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Superhero Comedy Short S.Q.U.A.D. To Have West Coast Premiere at Silicon Beach Film Festival at TCL Theatres in Hollywood

Superhero comedy short S.Q.U.A.D. is taking the global festival circuit by storm, being named an official selection at the Urban Arts Festival in Dallas, Milan Shorts Film Festival in Italy, and Paris International Short Festival in France. The film world premiered at the Jersey Short Film Festival in early July, and will have its West Coast U.S.A. premiere on September 8th at TCL Theatres in Hollywood (Theatre 4, Block J, 2:05 pm PST) , as an official selection of the 2023 Silicon Beach Film Festival.

The film, directed by Ethan Cyr, Dakota Holmes-Dodge, and Carlos Lavezzari, explores the issues of race, gender and class through the narrative and viewpoint of comic book superheroes. The trio met as teenagers in Manhattan’s Lower East Side, and have been shooting, producing, and working together for over a decade, on the web series, television projects, and shows like Gossip Girl and The End Game.

We had a chance to catch up with Ethan Cyr who will be in attendance the West Coast premiere of S.Q.U.A.D.

Ethan Cyr




What was the inspiration to develop the series S.Q.U.A.D.?

EC: S.Q.U.A.D. was inspired by a lack of real scrutiny on the part of the super hero and comic book media that we have seen. Carlos and I have both been routinely disappointed whenever a new subversive take has been presented because every time they have failed to apply a genuinely critical eye to the role of race, class and gender within the medium of comics. There have been attempts, and some ideas thrown around, but with out understanding the connection between all three, you fail to actually address any of them meaningfully.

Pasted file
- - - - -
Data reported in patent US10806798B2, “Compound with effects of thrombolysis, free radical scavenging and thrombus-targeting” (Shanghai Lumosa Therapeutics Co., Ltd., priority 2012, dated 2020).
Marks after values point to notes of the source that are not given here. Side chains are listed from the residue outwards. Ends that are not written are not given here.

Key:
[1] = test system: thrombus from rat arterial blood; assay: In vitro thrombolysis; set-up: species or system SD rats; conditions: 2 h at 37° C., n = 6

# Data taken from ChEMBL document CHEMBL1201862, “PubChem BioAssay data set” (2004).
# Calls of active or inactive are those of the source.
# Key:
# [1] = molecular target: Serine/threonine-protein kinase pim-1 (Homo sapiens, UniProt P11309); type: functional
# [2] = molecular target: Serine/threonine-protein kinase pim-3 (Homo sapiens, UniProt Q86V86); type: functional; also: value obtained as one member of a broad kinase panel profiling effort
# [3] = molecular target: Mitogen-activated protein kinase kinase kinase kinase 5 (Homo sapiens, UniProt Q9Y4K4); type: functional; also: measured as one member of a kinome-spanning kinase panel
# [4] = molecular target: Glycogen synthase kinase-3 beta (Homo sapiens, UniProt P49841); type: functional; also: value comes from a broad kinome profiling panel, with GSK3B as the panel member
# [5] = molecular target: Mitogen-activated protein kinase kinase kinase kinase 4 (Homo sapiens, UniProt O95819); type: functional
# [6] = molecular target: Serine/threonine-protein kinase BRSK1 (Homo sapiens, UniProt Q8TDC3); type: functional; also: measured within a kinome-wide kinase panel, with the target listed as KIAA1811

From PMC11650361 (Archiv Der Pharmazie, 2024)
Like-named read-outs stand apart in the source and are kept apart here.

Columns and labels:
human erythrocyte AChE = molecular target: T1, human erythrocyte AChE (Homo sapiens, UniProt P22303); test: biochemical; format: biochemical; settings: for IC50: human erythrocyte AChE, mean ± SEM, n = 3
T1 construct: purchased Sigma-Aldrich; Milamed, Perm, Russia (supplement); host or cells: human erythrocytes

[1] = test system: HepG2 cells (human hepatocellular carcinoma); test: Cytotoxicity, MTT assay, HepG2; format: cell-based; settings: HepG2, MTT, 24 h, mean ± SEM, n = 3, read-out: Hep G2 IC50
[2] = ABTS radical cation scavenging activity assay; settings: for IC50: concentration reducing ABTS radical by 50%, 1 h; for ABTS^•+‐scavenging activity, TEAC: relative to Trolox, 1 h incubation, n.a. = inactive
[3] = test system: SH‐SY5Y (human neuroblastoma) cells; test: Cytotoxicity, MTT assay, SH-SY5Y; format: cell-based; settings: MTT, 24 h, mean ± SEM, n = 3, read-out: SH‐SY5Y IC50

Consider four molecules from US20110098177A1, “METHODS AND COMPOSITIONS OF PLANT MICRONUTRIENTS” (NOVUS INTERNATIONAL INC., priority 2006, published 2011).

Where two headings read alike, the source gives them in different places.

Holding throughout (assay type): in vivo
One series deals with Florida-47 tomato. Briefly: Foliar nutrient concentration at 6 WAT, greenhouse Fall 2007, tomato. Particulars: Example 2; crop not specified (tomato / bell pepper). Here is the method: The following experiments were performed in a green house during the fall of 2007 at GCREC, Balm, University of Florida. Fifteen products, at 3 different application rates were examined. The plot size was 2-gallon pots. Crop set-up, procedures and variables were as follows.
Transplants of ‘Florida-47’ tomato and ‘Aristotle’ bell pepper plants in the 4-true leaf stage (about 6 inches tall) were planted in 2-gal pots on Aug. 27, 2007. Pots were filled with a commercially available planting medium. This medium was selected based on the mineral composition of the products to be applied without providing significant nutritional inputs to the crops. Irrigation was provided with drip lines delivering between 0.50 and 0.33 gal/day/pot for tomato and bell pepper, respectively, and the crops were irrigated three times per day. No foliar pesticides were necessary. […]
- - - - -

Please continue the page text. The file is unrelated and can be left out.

What technology/effects did you use in the production?

EC: In S.Q.U.A.D. we were a pretty hefty mix of practical and digital. Recluse, the burnt up character sitting in the inky void is all practical effects, done by our amazing make up team, designed by Konstantin Khal. Then the fire on the sword and some of the hoakier stuff, like the fog, were done digitally. Everything in the opening was done digitally, and that's really thanks to Dakota. He took the lead and made sure that all looked perfect.

What are your thoughts on technologies such as AI, and how they can impact the industry? (both the positives & the negatives)

EC: AI, as people refer to it now, is a smoke screen. None of these are actually intelligent; they're generative models built on stolen art. Forms of generative learning have been used for years in film, like keying out green screen, or rotoscoping. The so called AI that people think we'll write scripts is no where near that - sure it can pump out some crappy, somewhat incomprehensible schlock, but if you have any genuine interest in art, it's not going to accomplish anything for you. I know these tools have been used in the industry and will continue to be, but I believe people will understand the difference between meaningful, thoughtful art, and whatever the hell AI makes.

S.Q.U.A.D. recently launched on the festival circuit and will have its West Coast Premiere at Silicon Beach Film Festival. Congratulations. How has the feedback been so far?

EC: So far it's been great! The narrative and the point of the piece seems to have really resonated with people, and that's been awesome to see. We knew there was a niche to fill and it feels like we've grabbed it pretty well. Of course, I still see all the problems and issues in the cut of the pilot, but I don't think I'll ever watch it without wanting it to change.